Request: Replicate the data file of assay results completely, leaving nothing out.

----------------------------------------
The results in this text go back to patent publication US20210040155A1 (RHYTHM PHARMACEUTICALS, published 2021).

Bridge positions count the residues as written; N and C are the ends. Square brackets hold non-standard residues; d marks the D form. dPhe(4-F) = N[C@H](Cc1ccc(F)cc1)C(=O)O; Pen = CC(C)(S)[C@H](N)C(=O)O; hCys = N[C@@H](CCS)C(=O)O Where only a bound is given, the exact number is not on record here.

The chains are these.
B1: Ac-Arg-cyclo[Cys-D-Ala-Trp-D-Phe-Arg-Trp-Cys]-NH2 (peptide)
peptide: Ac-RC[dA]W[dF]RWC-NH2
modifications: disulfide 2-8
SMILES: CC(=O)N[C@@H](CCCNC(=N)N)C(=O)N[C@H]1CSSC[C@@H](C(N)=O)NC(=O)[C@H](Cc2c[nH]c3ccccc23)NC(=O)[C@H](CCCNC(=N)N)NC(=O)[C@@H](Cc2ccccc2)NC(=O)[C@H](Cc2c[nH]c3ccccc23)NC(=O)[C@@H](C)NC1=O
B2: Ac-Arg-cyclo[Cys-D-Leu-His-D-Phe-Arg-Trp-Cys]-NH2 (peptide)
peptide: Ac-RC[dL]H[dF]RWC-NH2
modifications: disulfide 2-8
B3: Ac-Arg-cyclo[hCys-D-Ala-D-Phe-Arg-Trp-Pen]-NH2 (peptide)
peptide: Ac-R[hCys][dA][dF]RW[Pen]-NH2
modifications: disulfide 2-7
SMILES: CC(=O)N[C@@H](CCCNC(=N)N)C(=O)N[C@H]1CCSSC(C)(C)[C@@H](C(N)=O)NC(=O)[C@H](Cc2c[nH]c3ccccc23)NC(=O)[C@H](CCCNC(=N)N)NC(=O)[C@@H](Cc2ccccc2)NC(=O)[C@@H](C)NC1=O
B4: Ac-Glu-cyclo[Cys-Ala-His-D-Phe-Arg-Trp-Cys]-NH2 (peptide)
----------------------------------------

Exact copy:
The results in this text go back to patent publication US20210040155A1 (RHYTHM PHARMACEUTICALS, published 2021).

Bridge positions count the residues as written; N and C are the ends. Square brackets hold non-standard residues; d marks the D form. dPhe(4-F) = N[C@H](Cc1ccc(F)cc1)C(=O)O; Pen = CC(C)(S)[C@H](N)C(=O)O; hCys = N[C@@H](CCS)C(=O)O Where only a bound is given, the exact number is not on record here.

The chains are these.
B1: Ac-Arg-cyclo[Cys-D-Ala-Trp-D-Phe-Arg-Trp-Cys]-NH2 (peptide)
peptide: Ac-RC[dA]W[dF]RWC-NH2
modifications: disulfide 2-8
SMILES: CC(=O)N[C@@H](CCCNC(=N)N)C(=O)N[C@H]1CSSC[C@@H](C(N)=O)NC(=O)[C@H](Cc2c[nH]c3ccccc23)NC(=O)[C@H](CCCNC(=N)N)NC(=O)[C@@H](Cc2ccccc2)NC(=O)[C@H](Cc2c[nH]c3ccccc23)NC(=O)[C@@H](C)NC1=O
B2: Ac-Arg-cyclo[Cys-D-Leu-His-D-Phe-Arg-Trp-Cys]-NH2 (peptide)
peptide: Ac-RC[dL]H[dF]RWC-NH2
modifications: disulfide 2-8
B3: Ac-Arg-cyclo[hCys-D-Ala-D-Phe-Arg-Trp-Pen]-NH2 (peptide)
peptide: Ac-R[hCys][dA][dF]RW[Pen]-NH2
modifications: disulfide 2-7
SMILES: CC(=O)N[C@@H](CCCNC(=N)N)C(=O)N[C@H]1CCSSC(C)(C)[C@@H](C(N)=O)NC(=O)[C@H](Cc2c[nH]c3ccccc23)NC(=O)[C@H](CCCNC(=N)N)NC(=O)[C@@H](Cc2ccccc2)NC(=O)[C@@H](C)NC1=O
B4: Ac-Glu-cyclo[Cys-Ala-His-D-Phe-Arg-Trp-Cys]-NH2 (peptide)